Every filmmaker has heard horror stories of distribution deals gone wrong. Sometimes this is due to something completely unpredictable like a change in the demands of buyers or distributors, or a freak occurrence that makes the movie unpalatable. More often than not, however, this is due to a poorly negotiated deal with a less than reputable sales agent. So with that in mind, it’s incredibly important that you vet your sales agent. Here are a few ways to do just that.
1. Get Professional Help
Distribution deals are complicated things. It’s easy for one clause that seems innocuous to strip thousands of dollars out of your pocket. Get yourself an entertainment attorney or producers rep to help you through the process. Entertainment attorneys are generally expensive, but can save you money in the long term. Producers reps SHOULD work on a commission for brokerage tasks, but may or may not be able to negotiate as well as they claim.
If you can’t afford an attorney, and are wary of hiring a producer’s rep then take extra time on the next several steps.
2. Carefully Review their base distribution agreement
Similarly, is the recoupable are higher than about 25,000-30,000, you should be VERY careful on dealing with them if you have a lower budget film. If they’re at this level, you’ll want them to attend at least 5-7 markets. That segues nicely to.
3. Ask the Sales Agent Which Markets They Attend
Traditional Film Distribution happens primarily through face to face meetings at markets. Establishing good relationships with buyers takes several touch points a year. In order to really trust a sales agent with your film, you need them to attend both Cannes and AFM at a minimum. Ideally, you want them attending EFM as well, but that market is slightly more arthouse so it can be given a miss if you’ve made a genre picture.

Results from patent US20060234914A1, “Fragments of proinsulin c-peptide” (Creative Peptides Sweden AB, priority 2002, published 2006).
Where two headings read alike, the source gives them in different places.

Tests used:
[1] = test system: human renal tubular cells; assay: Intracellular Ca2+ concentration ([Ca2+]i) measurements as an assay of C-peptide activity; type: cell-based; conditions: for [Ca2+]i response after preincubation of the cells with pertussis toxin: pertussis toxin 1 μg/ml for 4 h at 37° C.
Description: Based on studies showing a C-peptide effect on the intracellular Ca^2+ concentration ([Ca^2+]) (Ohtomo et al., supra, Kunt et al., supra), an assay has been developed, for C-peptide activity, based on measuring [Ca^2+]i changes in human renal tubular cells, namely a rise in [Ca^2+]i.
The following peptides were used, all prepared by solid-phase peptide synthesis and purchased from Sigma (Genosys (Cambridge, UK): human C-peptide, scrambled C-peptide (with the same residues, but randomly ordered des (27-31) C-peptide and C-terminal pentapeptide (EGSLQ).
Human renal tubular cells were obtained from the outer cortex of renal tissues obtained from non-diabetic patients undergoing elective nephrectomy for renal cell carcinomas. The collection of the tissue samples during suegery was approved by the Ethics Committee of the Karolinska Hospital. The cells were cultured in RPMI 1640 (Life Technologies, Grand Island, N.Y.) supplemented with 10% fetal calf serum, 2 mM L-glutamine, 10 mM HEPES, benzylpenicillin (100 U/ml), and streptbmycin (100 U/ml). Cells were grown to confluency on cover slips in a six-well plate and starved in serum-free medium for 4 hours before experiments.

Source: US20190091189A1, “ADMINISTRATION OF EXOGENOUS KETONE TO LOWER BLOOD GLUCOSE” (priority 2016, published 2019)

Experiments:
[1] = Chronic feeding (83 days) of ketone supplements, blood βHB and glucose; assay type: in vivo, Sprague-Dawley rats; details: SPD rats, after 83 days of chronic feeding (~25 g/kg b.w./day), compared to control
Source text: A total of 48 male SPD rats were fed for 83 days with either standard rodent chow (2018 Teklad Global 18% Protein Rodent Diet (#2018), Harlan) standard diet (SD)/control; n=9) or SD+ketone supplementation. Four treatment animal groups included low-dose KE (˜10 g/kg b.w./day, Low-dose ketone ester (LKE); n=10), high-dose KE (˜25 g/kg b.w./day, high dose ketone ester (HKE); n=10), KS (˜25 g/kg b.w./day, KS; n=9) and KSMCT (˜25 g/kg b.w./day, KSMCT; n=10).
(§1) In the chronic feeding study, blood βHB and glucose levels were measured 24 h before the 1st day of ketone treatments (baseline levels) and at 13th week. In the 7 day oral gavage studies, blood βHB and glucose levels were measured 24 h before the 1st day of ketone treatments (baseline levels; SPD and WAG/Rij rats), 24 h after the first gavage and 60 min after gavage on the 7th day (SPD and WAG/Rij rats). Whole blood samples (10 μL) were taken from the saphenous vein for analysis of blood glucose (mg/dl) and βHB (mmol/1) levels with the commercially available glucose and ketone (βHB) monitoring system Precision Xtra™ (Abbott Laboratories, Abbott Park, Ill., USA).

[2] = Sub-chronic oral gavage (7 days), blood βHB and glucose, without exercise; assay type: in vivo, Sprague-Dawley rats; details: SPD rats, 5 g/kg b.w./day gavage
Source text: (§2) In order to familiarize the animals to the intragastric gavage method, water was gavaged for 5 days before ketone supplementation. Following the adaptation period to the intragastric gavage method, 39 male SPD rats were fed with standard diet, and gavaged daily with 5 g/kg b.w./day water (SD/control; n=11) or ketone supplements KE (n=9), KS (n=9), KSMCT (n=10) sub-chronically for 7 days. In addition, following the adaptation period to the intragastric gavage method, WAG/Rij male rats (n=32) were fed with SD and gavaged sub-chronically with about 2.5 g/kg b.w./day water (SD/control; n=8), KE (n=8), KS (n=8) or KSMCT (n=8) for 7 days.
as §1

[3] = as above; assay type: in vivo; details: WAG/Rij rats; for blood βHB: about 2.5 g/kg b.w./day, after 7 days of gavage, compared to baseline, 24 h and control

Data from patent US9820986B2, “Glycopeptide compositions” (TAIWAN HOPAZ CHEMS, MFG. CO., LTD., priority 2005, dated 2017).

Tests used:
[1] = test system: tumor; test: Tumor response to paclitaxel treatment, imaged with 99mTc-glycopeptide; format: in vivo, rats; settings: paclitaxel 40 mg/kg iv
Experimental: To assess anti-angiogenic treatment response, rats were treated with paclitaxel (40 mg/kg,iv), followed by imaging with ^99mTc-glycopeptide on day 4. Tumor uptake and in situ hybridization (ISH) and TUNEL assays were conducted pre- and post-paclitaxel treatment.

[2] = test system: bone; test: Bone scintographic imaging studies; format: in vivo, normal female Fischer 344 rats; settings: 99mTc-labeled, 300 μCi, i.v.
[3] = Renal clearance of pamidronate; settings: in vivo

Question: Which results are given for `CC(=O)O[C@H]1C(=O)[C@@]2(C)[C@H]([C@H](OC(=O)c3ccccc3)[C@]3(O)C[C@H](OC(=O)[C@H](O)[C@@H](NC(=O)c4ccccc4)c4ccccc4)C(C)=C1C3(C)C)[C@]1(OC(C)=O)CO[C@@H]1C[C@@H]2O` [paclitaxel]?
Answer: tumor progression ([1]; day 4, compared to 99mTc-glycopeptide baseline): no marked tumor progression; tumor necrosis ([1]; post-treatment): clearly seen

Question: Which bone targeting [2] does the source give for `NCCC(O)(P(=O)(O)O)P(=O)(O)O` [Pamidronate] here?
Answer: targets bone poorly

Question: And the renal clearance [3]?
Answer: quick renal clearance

Read More: What is a Film Market and How Do They Work?
4. Look the Sales Agent Up on IMDb
You need to verify some of the films that the sales agent has helped distribute recently. Looking them up on IMDb is a great way to get started. You’ll want to look for films that are similar in genre and feel to yours, and you’ll want them to have represented quite a few films in the last 3-5 years.
5. Visit the Sales Agent Website
The Website of the sales agent will help you understand what they’re currently promoting. It will also have some things that IMDb won’t. These are things like recent press coverage, and links to their other social media profiles. You want the sales agent to have gotten your films a good amount of press.
6. Call Filmmakers they've worked with in the past.
If you take only one thing away from this article, let it be this. ALWAYS call filmmakers the Sales agency has worked with in the past prior to doing a deal with them. Filmmakers they’ve worked with in the past are the best way to get an unbiased account whether the sales agent lives up to expectations laid out in their contract. While other sales agents will give you opinions on that front, the sales agency game is quite competitive, so they might overstate the issues with their competition to gain a competitive edge.
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My name is Ben, I'm an Entrepreneur, Producer's Rep, and Author. I'm the founder of Guerrilla Rep Media, Co-Founder/CMO of ProductionNext, and founder of PRoducer Foundry. Together, the organizations seek to help make filmmaking a more economically sustainable endeavor. I am dysic, I have capitalization issues, and the blogs are often unedited. opinions all my own.
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